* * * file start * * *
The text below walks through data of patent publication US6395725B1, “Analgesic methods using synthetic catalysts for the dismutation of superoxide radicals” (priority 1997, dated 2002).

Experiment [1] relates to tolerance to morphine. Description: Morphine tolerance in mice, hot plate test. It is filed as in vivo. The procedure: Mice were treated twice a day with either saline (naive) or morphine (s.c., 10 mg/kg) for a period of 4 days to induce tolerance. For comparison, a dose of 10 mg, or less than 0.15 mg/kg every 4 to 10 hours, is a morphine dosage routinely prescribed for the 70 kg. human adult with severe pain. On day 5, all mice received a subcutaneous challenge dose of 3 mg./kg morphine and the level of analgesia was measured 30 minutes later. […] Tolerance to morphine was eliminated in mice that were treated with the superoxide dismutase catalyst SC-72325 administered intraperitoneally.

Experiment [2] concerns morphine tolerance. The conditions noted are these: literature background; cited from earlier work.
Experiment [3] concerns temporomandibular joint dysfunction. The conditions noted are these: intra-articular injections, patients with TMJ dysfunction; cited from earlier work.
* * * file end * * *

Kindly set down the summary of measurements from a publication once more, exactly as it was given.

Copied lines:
The text below walks through data of patent publication US6395725B1, “Analgesic methods using synthetic catalysts for the dismutation of superoxide radicals” (priority 1997, dated 2002).

Experiment [1] relates to tolerance to morphine. Description: Morphine tolerance in mice, hot plate test. It is filed as in vivo. The procedure: Mice were treated twice a day with either saline (naive) or morphine (s.c., 10 mg/kg) for a period of 4 days to induce tolerance. For comparison, a dose of 10 mg, or less than 0.15 mg/kg every 4 to 10 hours, is a morphine dosage routinely prescribed for the 70 kg. human adult with severe pain. On day 5, all mice received a subcutaneous challenge dose of 3 mg./kg morphine and the level of analgesia was measured 30 minutes later. […] Tolerance to morphine was eliminated in mice that were treated with the superoxide dismutase catalyst SC-72325 administered intraperitoneally.

Experiment [2] concerns morphine tolerance. The conditions noted are these: literature background; cited from earlier work.
Experiment [3] concerns temporomandibular joint dysfunction. The conditions noted are these: intra-articular injections, patients with TMJ dysfunction; cited from earlier work.